Andrew Lloyd-Webber and Tim Rice’s Jesus Christ Superstar is almost 50 years old, yet still the powerful score sounds fresh and potent. Heanor Musical Theatre Company have taken inspiration from the 2012 Arena tour, in updating the storyline to the present day. Using multi-media digital projections, a roving camera, and quotes from social media feeds, the show becomes part of the information age and this serves to heighten the immediacy of the story.
HMTC have gathered some very compelling singers to tackle the ambitious score, and they all seem to relish the challenge. The role of Jesus is particularly demanding, with a crazy high falsetto required and a huge range of emotion to be expressed. Tom Lucking takes the lead here with great vocal control and seems to hit the high notes with ease. His ‘bete noir’, Judas, is played by Andy Quinn, whose wonderfully powerful voice is rich and expressive, and who inhabits the role from the start.
Further strong voices are found amongst Jesus’ followers. Alana Moran is a feisty, young Mary, making ‘I Don’t Know How to Love Him’ more of a question than a reflection, and responding with much attitude to Judas’s negativity. Simon, the rebel in the ranks, is played with great energy by Andrew Buxton, who has a singing voice with depth and compelling authority. Just a shame he doesn’t get to sing more in this show.
Some of the characterisation is particularly gratifying in some of the ancillary roles. Kheenan Jones as Caiaphas and Adela Green as his right hand woman, Annas, are entirely convincing as the manipulative Pharisees, determined to kill Jesus to further their own ends. Both also sing splendidly, with wonderfully murderous conviction. The more moderate Pilate is anxious to see justice done but unwilling to take responsibility for it. In just a few short scenes, Paul Mills sculpts this character, and the lovely warm tones of his voice are perfectly suited to ‘Pilate’s Dream’. Herod is the ‘light relief’ of the show, always presented as decadent and flamboyant, and in Matt Powell, they have hit the rainbow-coloured bulls eye. Part chat show host, part Julian Clary mince, he takes camp to a whole new level.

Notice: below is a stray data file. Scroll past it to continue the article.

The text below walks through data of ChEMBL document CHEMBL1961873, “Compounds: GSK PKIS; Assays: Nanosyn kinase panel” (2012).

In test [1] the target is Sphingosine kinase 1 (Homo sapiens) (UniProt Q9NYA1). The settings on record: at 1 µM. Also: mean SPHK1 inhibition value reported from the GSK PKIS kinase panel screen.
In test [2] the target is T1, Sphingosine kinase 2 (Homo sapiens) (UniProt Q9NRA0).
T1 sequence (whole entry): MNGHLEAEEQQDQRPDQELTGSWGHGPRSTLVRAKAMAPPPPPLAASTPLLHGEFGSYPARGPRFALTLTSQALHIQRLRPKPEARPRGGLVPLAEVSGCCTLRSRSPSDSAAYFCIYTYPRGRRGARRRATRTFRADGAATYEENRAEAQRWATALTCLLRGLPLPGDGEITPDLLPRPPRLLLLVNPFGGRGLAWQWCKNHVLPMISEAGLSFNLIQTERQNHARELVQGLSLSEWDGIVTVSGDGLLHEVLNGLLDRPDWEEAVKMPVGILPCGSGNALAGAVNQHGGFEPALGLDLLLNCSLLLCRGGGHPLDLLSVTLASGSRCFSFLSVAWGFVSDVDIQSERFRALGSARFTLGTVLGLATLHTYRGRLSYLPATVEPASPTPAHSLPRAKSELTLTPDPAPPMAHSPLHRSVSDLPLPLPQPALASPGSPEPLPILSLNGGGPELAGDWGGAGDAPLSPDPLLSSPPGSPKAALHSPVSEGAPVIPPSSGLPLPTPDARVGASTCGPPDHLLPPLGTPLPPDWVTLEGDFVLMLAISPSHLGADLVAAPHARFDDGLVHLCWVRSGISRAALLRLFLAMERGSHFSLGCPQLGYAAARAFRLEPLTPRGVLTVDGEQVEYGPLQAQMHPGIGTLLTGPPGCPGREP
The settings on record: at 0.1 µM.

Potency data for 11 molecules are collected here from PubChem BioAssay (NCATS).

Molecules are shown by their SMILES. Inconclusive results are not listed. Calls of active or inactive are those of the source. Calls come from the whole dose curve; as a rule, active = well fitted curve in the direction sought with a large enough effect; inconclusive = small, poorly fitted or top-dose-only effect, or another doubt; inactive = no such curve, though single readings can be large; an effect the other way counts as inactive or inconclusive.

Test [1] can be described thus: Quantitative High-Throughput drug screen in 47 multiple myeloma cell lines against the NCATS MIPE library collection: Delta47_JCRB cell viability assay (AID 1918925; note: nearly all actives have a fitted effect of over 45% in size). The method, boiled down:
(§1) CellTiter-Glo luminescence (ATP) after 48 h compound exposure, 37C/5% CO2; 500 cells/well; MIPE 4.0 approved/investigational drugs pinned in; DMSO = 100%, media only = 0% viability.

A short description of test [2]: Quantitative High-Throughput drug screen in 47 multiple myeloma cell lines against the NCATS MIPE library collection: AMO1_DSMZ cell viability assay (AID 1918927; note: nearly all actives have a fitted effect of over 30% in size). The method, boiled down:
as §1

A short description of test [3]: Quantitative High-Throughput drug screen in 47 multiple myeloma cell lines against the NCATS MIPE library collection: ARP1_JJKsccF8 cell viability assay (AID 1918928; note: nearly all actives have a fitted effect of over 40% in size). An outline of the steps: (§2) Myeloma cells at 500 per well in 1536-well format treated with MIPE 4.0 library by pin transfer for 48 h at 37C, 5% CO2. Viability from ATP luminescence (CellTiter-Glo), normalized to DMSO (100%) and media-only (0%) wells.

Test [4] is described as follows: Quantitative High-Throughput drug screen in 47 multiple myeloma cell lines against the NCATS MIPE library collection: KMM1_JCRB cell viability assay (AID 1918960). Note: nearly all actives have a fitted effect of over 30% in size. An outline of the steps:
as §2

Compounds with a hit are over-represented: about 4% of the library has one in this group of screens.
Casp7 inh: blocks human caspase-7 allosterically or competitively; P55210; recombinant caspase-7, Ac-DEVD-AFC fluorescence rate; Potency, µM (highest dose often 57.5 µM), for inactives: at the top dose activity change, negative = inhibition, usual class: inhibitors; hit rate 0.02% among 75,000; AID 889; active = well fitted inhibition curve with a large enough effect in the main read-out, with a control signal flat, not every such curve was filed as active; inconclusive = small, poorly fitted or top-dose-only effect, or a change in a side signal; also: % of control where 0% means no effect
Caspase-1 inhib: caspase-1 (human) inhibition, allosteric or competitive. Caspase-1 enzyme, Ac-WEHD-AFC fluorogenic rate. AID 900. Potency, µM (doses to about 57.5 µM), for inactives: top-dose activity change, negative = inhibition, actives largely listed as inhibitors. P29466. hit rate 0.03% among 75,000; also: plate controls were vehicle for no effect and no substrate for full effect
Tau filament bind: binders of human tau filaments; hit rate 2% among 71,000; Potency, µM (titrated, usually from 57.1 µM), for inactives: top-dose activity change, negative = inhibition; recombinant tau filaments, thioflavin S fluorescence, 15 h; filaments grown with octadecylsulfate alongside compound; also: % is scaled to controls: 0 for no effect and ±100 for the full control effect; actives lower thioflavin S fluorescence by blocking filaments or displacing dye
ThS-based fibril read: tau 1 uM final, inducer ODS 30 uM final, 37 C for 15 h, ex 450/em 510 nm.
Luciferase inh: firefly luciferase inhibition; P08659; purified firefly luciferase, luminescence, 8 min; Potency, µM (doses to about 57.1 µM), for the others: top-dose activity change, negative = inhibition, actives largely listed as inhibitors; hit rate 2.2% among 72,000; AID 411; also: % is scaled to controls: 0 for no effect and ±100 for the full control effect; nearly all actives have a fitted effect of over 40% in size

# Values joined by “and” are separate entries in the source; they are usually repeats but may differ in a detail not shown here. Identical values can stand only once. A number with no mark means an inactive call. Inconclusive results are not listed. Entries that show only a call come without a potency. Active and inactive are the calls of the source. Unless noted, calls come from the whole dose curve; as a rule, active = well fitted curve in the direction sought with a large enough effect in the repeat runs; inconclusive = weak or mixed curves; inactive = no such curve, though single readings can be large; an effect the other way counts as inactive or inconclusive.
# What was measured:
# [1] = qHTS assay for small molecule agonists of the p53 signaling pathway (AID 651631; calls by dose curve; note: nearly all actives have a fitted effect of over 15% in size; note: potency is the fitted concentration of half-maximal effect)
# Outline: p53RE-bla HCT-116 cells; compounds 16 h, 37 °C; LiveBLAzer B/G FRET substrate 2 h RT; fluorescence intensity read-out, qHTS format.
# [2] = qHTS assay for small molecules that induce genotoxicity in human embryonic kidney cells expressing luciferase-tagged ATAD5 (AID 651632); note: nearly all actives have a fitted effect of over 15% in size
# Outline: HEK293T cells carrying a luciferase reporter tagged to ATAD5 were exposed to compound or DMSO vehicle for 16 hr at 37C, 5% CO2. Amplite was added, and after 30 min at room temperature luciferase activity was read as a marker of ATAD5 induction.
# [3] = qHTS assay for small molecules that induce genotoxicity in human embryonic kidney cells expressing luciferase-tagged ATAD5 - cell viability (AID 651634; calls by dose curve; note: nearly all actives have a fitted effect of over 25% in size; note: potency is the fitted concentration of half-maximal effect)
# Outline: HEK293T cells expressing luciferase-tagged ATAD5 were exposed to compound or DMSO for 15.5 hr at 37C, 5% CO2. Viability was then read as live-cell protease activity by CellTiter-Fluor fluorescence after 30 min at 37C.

It’s a hugely demanding score for an MD and Charlotte Daniels has just five band members to work with, and achieves a well balanced sound. The solo appearance of Owen Jones on stage to play the occasional guitar riff adds to the rock atmosphere. The larger ensemble numbers have bags of energy and movement, and result in a relaxed, confident performance from everyone.
In choosing to update the storyline to a more modern setting, Director Paul Young has pushed the boundaries of one of the best-loved modern musicals. In the most part, it works, as the present day setting makes the characters and attitudes resonate with our lives today and perhaps allows us to draw parallels to the current world of politics, media manipulation and power controlled by the rich. There is something lost in the story-telling though. It is not always clear who the ‘rabble’ are or why they are supporting Jesus – or later, calling for his crucifixion. I suppose the familiarity of the original bible story is just easier to ‘read’.
Jesus Christ Superstar was originally written as a concept album, and the focus in HMTC’s production is firmly where it should be – in the music. You are unlikely to find a more talented bunch of singers, able to tackle such an imposing score with finesse. This is the buzz, and Mansfield Palace Theatre is where it’s happening!
Photos credit Chris Clarke
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